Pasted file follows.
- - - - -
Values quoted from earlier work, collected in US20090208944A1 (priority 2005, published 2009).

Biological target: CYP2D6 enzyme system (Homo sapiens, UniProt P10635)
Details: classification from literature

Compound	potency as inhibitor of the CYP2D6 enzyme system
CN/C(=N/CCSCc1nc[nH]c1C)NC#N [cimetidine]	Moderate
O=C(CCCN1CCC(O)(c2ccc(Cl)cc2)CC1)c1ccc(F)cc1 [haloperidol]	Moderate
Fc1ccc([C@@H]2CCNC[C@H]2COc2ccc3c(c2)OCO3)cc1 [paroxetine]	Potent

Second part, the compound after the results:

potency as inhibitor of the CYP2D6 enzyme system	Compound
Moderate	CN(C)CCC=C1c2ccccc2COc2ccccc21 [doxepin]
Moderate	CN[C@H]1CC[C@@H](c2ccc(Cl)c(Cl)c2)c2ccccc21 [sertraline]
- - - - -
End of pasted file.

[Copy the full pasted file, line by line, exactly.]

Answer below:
Values quoted from earlier work, collected in US20090208944A1 (priority 2005, published 2009).

Biological target: CYP2D6 enzyme system (Homo sapiens, UniProt P10635)
Details: classification from literature

Compound	potency as inhibitor of the CYP2D6 enzyme system
CN/C(=N/CCSCc1nc[nH]c1C)NC#N [cimetidine]	Moderate
O=C(CCCN1CCC(O)(c2ccc(Cl)cc2)CC1)c1ccc(F)cc1 [haloperidol]	Moderate
Fc1ccc([C@@H]2CCNC[C@H]2COc2ccc3c(c2)OCO3)cc1 [paroxetine]	Potent

Second part, the compound after the results:

potency as inhibitor of the CYP2D6 enzyme system	Compound
Moderate	CN(C)CCC=C1c2ccccc2COc2ccccc21 [doxepin]
Moderate	CN[C@H]1CC[C@@H](c2ccc(Cl)c(Cl)c2)c2ccccc21 [sertraline]